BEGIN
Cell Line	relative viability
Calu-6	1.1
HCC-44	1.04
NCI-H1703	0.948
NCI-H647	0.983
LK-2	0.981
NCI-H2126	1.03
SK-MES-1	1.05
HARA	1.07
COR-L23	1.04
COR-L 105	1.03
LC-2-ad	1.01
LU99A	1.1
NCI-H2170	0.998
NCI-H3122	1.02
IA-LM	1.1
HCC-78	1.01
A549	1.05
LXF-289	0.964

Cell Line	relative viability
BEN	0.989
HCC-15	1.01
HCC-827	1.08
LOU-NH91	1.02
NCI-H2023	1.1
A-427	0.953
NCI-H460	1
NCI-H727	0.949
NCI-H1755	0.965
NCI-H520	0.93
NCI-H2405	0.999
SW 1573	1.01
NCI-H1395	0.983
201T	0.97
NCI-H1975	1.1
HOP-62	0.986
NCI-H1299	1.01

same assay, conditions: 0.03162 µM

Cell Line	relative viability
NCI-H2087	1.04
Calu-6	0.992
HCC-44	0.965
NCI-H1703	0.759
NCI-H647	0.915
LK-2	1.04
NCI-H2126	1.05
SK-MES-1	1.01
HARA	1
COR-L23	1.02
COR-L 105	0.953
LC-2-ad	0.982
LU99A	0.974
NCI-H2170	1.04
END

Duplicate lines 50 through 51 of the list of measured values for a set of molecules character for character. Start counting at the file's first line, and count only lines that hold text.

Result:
COR-L 105	0.953
LC-2-ad	0.982